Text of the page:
This past Sunday morning, worship in the Lutheran church I was visiting opened with a Brazilian hymn. Verse 1 was easy enough: “Oh, sing to the Lord, oh, sing God a new song.” But as we got deeper into the hymn, I wondered what my fellow white Midwestern congregants would have thought if someone had actually started to act out the words we sang: “So dance for our God and blow all the trumpets.” Sure, “David danced before the Lord with all his might” (2 Sam 6:14, KJV), but I’d fall out of my pew in shock if I actually saw someone in any 21st century American church of my acquaintance get up and do likewise. (Or a latter-day Gideon start to play a brass instrument, more loudly and spontaneously than the trombonist who added a quiet, precise countermelody to the hymn.)
But given the rise of Pentecostal and Charismatic Christianity in Brazil, I suspect that the line about dancing was meant no more metaphorically than the one about singing. Or the one in which we “Shout to our God, who gave us the Spirit.” After all, writes Terry Todd in our final lead essay, Pentecostals of all kinds share in common “the experience of worship as a theater of divine encounter, a space of intense emotion and intimacy where God meets us at the altar,” where they “learn what it means to follow Jesus through encountering the empowering presence of the Holy Spirit.”
Which makes me wonder if some of the phrases commonly repeated in my Pietist tradition are meant no more literally than I meant the words of that hymn. Like Pentecostals, Pietists emphasize religious experience, but any “intense emotion and intimacy” is found in the private space of personal conversion, not the public space of worship. And while some Pietists have described the Bible as “an altar where we meet the living God,” that encounter is typically — to use Todd’s words — more subtle than the kinetic; most familiar to the Pietist tradition would be Todd’s description of the altar as “a place of expectation, waiting, a place of surrender and reception, before it becomes the place of transformation.”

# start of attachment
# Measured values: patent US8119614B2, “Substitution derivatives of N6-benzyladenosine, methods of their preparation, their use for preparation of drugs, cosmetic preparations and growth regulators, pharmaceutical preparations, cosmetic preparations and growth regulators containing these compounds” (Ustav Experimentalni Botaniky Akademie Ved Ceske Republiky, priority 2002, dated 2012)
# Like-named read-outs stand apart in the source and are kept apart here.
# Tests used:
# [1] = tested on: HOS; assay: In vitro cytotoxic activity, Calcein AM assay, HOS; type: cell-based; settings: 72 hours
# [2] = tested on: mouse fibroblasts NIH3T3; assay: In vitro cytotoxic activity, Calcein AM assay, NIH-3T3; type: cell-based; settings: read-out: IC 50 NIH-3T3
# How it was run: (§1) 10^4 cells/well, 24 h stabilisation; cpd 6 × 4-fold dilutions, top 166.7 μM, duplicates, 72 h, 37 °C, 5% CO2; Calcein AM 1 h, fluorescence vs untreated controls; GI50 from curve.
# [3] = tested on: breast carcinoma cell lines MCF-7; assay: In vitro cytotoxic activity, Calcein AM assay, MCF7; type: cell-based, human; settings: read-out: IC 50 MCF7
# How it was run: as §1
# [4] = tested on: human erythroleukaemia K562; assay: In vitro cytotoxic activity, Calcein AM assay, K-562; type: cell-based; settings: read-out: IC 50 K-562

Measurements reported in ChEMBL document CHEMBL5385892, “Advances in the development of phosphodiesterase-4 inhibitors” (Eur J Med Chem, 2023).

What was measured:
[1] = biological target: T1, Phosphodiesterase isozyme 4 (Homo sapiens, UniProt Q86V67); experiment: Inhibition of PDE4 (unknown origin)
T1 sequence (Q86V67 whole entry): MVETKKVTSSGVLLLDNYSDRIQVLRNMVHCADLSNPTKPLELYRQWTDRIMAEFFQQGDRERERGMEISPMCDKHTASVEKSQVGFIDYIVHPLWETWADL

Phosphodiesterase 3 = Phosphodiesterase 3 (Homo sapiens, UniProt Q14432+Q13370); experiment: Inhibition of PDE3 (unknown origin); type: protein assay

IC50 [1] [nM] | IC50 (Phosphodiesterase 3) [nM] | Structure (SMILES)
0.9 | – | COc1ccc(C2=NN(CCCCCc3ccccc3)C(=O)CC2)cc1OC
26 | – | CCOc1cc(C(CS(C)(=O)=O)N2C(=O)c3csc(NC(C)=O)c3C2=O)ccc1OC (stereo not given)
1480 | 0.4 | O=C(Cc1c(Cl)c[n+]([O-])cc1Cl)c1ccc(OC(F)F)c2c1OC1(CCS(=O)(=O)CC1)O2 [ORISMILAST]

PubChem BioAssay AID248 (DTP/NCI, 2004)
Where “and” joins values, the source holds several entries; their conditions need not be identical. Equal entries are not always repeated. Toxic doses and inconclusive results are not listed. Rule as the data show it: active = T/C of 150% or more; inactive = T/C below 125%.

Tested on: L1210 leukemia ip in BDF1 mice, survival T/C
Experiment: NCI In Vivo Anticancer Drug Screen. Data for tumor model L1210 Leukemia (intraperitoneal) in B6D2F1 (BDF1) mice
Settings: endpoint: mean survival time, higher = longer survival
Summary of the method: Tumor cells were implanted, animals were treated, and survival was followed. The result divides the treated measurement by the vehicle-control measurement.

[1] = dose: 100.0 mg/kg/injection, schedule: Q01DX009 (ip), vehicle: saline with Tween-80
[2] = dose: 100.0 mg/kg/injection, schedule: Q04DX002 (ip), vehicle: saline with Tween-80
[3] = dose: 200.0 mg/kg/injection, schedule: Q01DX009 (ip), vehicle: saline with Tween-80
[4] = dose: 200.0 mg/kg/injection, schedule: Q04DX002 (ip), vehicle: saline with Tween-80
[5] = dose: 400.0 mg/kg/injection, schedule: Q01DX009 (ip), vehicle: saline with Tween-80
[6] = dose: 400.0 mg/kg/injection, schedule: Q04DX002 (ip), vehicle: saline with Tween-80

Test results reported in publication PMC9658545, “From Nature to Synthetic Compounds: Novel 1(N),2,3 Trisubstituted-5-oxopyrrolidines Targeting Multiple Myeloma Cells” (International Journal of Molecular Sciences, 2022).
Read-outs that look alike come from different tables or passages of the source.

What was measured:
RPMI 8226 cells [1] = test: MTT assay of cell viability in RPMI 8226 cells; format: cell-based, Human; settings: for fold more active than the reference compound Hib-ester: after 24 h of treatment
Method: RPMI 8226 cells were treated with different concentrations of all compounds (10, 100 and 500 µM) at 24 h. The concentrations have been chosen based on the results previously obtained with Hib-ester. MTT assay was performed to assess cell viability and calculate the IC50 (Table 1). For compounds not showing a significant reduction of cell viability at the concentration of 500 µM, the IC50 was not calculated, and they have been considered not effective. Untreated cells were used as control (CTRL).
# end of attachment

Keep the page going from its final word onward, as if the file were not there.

If the Pietist experience of encountering God is rarely kinetic, it’s even less commonly another of Todd’s terms: transgressive. Which brings me to the second, more significant way in which I felt Todd’s essay challenging me to rethink the commonplaces of my own tradition.
Pietists think of themselves as heirs to a movement of renewal, participants in God’s work of making all things — including the church itself — new. But as I wrote earlier this week (quoting Covenant historian Zenos Hawkinson), Pietists are generally “mainline in theological conviction”; they “tend to occupy the broadest point of the Protestant mainstream.” I wonder how many Pietists could join enthusiastically in “renewalism” as Todd describes it, by which the church itself becomes a place “where the edge gathers” and the Holy Spirit inspires rethinking — queering? — of what the majority had long assumed.
That makes the Pentecostal Tradition a challenging but potentially inspiring place to end our conversation. I’m glad that our discussion over the past year was organized around the concept of tradition, which pushes us to understand the context, change and continuity, and particularity that shape all attempts to follow Jesus. But if I can recycle the Jaroslav Pelikan line I used in my first response, there is a difference between tradition (the living faith of the dead) and traditionalism (the dead faith of the living). It’s so easy for any version of the former to decay into the latter if we do not open ourselves to new, often marginalized voices asking better questions of long-settled answers.